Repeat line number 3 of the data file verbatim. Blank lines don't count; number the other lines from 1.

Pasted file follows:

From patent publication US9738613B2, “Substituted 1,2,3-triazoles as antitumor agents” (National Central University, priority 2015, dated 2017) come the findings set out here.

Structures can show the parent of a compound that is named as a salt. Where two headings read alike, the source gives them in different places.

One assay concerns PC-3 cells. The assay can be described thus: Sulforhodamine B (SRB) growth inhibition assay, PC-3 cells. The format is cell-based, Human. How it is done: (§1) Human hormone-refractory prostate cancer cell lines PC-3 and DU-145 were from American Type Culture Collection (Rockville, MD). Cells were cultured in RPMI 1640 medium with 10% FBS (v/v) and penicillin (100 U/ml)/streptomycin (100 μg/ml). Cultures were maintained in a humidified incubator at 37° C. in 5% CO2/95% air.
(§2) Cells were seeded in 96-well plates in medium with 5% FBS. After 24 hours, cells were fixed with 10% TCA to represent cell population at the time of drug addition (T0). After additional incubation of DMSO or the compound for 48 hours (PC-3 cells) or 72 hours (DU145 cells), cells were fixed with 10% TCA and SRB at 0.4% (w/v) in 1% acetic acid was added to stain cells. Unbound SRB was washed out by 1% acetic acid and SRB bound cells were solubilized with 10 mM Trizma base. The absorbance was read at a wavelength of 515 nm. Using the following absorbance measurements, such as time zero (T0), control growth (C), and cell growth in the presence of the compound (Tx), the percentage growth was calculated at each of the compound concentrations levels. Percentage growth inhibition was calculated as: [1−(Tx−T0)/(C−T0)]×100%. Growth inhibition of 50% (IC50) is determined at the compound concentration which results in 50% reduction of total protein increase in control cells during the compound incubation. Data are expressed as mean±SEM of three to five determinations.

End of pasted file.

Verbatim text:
One assay concerns PC-3 cells. The assay can be described thus: Sulforhodamine B (SRB) growth inhibition assay, PC-3 cells. The format is cell-based, Human. How it is done: (§1) Human hormone-refractory prostate cancer cell lines PC-3 and DU-145 were from American Type Culture Collection (Rockville, MD). Cells were cultured in RPMI 1640 medium with 10% FBS (v/v) and penicillin (100 U/ml)/streptomycin (100 μg/ml). Cultures were maintained in a humidified incubator at 37° C. in 5% CO2/95% air.